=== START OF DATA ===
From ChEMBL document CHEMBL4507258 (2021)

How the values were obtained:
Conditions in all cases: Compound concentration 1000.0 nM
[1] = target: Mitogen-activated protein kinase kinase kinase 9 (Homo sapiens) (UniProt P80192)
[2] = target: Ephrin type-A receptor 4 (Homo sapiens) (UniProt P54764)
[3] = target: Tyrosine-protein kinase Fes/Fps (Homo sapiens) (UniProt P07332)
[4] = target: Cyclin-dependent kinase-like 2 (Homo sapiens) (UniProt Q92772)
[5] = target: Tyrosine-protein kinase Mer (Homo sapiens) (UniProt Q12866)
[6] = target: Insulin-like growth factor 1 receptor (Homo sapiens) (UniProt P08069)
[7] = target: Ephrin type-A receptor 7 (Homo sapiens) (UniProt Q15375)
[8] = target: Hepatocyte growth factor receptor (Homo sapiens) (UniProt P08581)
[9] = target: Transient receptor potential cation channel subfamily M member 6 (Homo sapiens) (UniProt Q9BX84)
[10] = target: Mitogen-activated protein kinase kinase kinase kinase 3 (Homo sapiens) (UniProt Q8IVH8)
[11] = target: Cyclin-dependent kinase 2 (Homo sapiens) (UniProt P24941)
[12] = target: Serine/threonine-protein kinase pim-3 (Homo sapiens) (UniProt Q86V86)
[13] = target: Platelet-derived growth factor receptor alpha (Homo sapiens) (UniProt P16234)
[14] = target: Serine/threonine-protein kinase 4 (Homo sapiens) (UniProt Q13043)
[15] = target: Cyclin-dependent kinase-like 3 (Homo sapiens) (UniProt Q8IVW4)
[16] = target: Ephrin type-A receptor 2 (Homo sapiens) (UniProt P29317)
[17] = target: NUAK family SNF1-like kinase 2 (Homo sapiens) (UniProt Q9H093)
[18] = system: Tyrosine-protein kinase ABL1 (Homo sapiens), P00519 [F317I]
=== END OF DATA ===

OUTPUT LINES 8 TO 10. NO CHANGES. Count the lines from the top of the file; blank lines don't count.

[5] = target: Tyrosine-protein kinase Mer (Homo sapiens) (UniProt Q12866)
[6] = target: Insulin-like growth factor 1 receptor (Homo sapiens) (UniProt P08069)
[7] = target: Ephrin type-A receptor 7 (Homo sapiens) (UniProt Q15375)